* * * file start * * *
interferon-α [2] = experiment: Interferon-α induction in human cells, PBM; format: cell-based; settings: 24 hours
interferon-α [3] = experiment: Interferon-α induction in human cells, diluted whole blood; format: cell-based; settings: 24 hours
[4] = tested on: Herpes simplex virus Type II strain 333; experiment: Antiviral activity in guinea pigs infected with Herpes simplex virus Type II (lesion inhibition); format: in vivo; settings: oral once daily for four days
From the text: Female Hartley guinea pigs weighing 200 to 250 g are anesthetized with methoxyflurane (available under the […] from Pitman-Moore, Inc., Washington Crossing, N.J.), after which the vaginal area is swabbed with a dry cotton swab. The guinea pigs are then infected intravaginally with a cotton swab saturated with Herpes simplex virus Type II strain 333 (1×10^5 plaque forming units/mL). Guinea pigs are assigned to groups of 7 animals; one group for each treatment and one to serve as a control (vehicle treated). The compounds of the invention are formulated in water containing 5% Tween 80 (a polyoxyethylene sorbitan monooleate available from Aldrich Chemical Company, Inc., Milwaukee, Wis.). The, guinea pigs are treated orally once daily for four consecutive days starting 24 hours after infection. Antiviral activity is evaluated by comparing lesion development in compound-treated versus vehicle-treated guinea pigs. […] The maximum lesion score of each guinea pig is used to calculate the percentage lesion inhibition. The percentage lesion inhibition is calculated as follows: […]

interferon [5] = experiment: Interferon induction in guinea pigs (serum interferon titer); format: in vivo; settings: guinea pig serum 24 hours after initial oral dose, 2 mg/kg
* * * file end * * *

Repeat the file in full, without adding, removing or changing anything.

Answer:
interferon-α [2] = experiment: Interferon-α induction in human cells, PBM; format: cell-based; settings: 24 hours
interferon-α [3] = experiment: Interferon-α induction in human cells, diluted whole blood; format: cell-based; settings: 24 hours
[4] = tested on: Herpes simplex virus Type II strain 333; experiment: Antiviral activity in guinea pigs infected with Herpes simplex virus Type II (lesion inhibition); format: in vivo; settings: oral once daily for four days
From the text: Female Hartley guinea pigs weighing 200 to 250 g are anesthetized with methoxyflurane (available under the […] from Pitman-Moore, Inc., Washington Crossing, N.J.), after which the vaginal area is swabbed with a dry cotton swab. The guinea pigs are then infected intravaginally with a cotton swab saturated with Herpes simplex virus Type II strain 333 (1×10^5 plaque forming units/mL). Guinea pigs are assigned to groups of 7 animals; one group for each treatment and one to serve as a control (vehicle treated). The compounds of the invention are formulated in water containing 5% Tween 80 (a polyoxyethylene sorbitan monooleate available from Aldrich Chemical Company, Inc., Milwaukee, Wis.). The, guinea pigs are treated orally once daily for four consecutive days starting 24 hours after infection. Antiviral activity is evaluated by comparing lesion development in compound-treated versus vehicle-treated guinea pigs. […] The maximum lesion score of each guinea pig is used to calculate the percentage lesion inhibition. The percentage lesion inhibition is calculated as follows: […]

interferon [5] = experiment: Interferon induction in guinea pigs (serum interferon titer); format: in vivo; settings: guinea pig serum 24 hours after initial oral dose, 2 mg/kg